Canada Sports Betting continues its look across the National Hockey League, zooming in on some of the NHL’s biggest names and where they stand in the player prop market. Earlier this week, we broke down Auston Matthews and his hopes to get back into the goal-scoring race. Today, we look at Edmonton’s Connor McDavid, who left any best-in-the-league discussion in the dust in 2022/23 and looks to continue to assert his place in the all-time books with another supernovic season.
Player At A Glance
It’s just silly at this point, right? Last season, McDavid came just two points shy of Steve Yzerman’s 1988/89 season, which stands as the highest point total by a player not named Wayne Gretzky or Mario Lemieux. Given that Yzerman’s year had a league average goals per game of about 20% higher than last year, McDavid’s number becomes even crazier to think about in context.
A lot of it comes from the fact that as dumb as it sounds, McDavid decided it was time to score. Yes, he was already an adept finisher in this league, tallying about 40 goals per 82 games in his seven prior seasons, but the phenom knew that it would be helpful to his team’s success to be a super-elite threat in ways beyond just his speed and playmaking. He spent much of last offseason working on his release and his close-quarters finishing ability, and the result was the highest goal total for any player since Alexander Ovechkin put home 65 in 2008.
|Year||ixG (5v5)||ixG(PP)||G60 (5v5)||G60 (PP)||SOG (5v5)||SOG (PP)|
Interestingly, McDavid’s spike comes without a significant increase in his shot volume or quality at 5-on-5, though his goal rates did go up too, which either implies some good fortune, that all that training of his shot helped, or a bit of both. The power play, however, is a different beast. McDavid became more of a shooting presence on the Edmonton man-advantage unit, and the end result saw huge spikes in volume, location, and a near-doubling of his goal rates. It’s no shocker that the Oilers had the best power play ever once you see how much their best player improved in this regard.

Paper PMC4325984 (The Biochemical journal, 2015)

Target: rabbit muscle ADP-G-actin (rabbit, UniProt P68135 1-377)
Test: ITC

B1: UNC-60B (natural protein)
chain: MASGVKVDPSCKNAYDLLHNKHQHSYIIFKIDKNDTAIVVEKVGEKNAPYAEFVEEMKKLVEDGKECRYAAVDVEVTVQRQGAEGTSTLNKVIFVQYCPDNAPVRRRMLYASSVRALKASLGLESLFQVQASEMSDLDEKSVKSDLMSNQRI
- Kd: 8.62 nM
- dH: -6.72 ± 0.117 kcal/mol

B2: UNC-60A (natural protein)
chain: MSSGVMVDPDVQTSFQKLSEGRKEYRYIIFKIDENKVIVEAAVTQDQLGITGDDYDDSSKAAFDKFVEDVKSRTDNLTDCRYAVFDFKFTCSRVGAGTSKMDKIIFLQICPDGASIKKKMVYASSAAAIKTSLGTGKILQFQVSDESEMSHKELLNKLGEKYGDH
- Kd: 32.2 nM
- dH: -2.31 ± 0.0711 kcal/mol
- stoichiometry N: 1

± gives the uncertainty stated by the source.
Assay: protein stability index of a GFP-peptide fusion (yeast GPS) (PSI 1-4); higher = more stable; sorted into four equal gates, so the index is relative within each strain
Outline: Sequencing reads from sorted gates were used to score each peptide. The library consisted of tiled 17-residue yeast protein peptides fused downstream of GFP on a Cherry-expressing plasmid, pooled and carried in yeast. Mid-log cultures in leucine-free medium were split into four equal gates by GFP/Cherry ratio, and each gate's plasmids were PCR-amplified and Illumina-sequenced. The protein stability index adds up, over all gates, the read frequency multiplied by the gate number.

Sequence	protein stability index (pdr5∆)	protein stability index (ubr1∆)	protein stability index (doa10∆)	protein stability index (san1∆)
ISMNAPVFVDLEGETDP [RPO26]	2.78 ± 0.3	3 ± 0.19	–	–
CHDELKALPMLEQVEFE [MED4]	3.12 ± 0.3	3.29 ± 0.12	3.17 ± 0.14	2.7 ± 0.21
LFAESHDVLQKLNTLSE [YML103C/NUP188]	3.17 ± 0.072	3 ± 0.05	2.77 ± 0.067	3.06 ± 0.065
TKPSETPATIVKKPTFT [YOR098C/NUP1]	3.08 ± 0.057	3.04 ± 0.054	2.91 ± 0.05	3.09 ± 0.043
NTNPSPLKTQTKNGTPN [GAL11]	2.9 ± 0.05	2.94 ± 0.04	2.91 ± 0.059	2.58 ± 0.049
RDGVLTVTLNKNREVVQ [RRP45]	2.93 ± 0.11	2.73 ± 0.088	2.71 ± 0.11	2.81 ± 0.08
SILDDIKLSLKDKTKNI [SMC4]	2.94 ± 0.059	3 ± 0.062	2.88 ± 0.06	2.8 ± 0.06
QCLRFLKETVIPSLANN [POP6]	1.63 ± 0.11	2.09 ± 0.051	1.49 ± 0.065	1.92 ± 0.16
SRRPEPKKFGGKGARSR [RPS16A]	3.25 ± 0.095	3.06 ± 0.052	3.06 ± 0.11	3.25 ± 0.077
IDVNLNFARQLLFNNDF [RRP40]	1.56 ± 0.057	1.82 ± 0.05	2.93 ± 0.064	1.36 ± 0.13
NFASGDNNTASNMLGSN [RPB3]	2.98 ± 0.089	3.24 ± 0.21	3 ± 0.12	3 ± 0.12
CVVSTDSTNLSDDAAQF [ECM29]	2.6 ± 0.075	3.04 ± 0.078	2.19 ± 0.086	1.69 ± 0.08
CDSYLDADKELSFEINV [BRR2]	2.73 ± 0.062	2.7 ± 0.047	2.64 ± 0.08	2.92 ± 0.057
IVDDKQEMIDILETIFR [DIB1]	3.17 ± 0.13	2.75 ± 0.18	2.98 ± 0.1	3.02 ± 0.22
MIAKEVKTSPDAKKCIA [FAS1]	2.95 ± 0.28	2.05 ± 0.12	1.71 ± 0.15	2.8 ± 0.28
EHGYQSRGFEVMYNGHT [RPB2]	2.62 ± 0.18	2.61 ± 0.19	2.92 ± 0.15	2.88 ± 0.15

In terms of point generation, we see much of the same. McDavid’s point generation at 5-on-5 has actually dipped a bit in the past couple of years, but he’s more than made up for it with a man advantage, averaging an insane 13.2 points per hour last year. To put that into context, the only player since 2007/08 to play 100 minutes on their team’s power play and come within even three points per hour of that pace is, well, Leon Draisaitl on the same unit last year (11.8). Taylor Hall in 2017/18 is the only player who wasn’t on the 2022/23 Oilers to exceed 10 power play points per hour, barely squeaking in at 10.08.
That can be a gift and a curse. It shows just how special Prime McDavid is, but it also gives you a bit of pause as to whether it will last. As more teams adapt and learn, it’ll be harder to execute their best set plays with the man advantage, which could take away the area where McDavid made his biggest leap last year beyond his shot.
Connor McDavid Player Props
Available props at bet365 involving McDavid include:
- Regular Season Goals, line of 54.5 (over -115, under -115)
- Regular Season Points, line of 135.5 (over -115, under -115)
- To Score 50+ Goals in Regular Season (-400)
- To Score 60+ Goals in Regular Season (+200)
- To Score 70+ Goals in Regular Season (+1000)
So that brings us to McDavid’s lines and his milestones, and this is where it gets a bit muddy. McDavid has obviously improved his scoring touch, but if there was an element of the odds going in his favour last year, maybe he won’t hit 64 again. If the Edmonton power play is less effective than its greatest-in-history results last year, that’s a venue where 71 of McDavid’s 153 points sit.